If you are attending a dinner party, there may be cocktails offered before the meal begins. When the hostess signals it is time to head to the dining room, leave your drink behind. Why? The dining table has been pre-set with the glasses you will need and adding another to your place setting will only clutter the minimal real estate in front of you. Your palate is another reason to leave the cocktail behind. Many hostesses go to great lengths to pare wine with the food being served. Once seated at the table it is time to switch to wine or water.

You just received an invitation to a party, and the attire says: Shabby Chic; Razzle Dazzle; Cowboy Couture. What??? Word to hostesses: when listing the attire on the invitation for a party, make it clear. We do not want our guests to solve a riddle to understand what is expected of them. There is a phrase I like to quote, “To be unclear is to be unkind.”

Table manners are the area in which I receive the most questions, but it is introductions that have people the most baffled. After I explain the correct way to conduct an introduction, I often get that starry-eyed stare that tells me, “I really don’t understand what you just said.” To help all of us, I have broken down the process into a simple format. Before I proceed, let me say this. Do not let a lack of confidence in managing an introduction keep you from DOING an introduction. Even if you are unsure, most people do not care.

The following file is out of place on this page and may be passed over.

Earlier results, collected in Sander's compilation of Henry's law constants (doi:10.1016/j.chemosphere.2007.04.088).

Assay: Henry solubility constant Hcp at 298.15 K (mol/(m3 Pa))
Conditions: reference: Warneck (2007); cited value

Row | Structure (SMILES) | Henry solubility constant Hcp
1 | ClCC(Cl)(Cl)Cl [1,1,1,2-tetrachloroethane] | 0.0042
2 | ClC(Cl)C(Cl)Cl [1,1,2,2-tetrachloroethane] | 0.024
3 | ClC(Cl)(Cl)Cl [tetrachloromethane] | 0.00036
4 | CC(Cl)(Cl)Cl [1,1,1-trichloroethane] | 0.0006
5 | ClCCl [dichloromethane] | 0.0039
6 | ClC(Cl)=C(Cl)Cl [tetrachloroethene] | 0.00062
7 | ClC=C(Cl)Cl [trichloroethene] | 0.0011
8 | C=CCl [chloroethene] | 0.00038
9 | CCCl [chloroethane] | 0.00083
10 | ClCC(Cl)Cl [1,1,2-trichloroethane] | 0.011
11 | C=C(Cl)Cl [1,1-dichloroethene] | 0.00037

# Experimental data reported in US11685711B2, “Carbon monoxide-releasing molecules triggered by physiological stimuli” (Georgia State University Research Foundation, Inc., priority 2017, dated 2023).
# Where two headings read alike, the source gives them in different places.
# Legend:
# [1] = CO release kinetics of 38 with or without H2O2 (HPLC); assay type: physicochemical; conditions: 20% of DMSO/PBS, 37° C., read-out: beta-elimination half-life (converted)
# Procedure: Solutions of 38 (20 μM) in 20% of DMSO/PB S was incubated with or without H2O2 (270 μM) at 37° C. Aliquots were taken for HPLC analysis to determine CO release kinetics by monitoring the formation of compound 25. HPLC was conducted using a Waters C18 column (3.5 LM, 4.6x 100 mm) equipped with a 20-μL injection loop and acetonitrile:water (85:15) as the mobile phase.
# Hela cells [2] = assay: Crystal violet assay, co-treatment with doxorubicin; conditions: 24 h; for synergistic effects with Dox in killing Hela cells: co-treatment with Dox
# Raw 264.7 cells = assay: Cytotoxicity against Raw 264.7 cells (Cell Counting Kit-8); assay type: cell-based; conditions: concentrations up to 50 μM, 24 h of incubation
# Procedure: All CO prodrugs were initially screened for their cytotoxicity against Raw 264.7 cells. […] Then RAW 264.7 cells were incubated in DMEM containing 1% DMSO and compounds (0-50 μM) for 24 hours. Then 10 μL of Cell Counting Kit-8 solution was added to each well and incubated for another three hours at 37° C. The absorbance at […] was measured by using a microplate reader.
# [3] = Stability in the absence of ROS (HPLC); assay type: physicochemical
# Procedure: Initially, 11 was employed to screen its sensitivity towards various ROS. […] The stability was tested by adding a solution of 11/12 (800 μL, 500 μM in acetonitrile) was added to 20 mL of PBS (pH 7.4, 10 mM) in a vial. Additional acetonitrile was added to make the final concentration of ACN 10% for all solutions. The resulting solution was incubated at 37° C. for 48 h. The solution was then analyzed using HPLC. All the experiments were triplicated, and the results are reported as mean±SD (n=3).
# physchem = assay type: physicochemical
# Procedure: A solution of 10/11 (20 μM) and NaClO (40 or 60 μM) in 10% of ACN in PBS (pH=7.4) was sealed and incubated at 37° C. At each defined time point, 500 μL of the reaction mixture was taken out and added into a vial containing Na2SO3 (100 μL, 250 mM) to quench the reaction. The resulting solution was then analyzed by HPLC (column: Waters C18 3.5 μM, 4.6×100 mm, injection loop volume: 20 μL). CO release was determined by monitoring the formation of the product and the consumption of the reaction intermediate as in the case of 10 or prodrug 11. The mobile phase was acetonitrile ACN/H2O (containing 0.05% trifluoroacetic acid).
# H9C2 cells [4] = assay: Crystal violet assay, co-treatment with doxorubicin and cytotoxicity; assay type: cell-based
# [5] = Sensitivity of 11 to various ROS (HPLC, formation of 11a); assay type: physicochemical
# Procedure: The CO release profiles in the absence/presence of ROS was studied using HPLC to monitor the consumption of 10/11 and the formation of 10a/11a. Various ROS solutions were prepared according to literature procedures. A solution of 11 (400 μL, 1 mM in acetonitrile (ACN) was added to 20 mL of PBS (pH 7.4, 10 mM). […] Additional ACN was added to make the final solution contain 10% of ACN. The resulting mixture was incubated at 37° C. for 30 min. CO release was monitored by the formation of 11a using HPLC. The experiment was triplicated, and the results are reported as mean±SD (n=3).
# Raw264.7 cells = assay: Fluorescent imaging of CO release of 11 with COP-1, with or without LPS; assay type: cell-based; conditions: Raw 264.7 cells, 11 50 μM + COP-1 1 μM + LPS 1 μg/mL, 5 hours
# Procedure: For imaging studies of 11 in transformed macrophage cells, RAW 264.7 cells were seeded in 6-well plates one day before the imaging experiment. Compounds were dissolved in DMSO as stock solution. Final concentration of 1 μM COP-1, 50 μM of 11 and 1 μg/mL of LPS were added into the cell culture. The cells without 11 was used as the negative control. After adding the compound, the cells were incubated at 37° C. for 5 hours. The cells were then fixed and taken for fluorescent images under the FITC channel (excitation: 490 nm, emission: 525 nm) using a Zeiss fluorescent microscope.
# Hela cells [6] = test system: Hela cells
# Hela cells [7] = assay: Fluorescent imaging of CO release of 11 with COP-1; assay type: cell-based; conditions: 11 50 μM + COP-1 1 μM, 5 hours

When attending a party, there are certain expectations we have of our hostess. We appreciate everything she has done, but we do assume there will be food, drinks, a clean bathroom, and a home that does not smell like the local pet store. What some people forget is there are also expectations of the guest. When a hostess plans a party, a great deal of time is spent deciding who she will invite. What group of friends go well together?

Have you ever seen someone walk into a party looking scared, so unsure of themselves, and then watched them slink off to an obscure corner? Their body language screamed, “I wish I was anywhere but here!”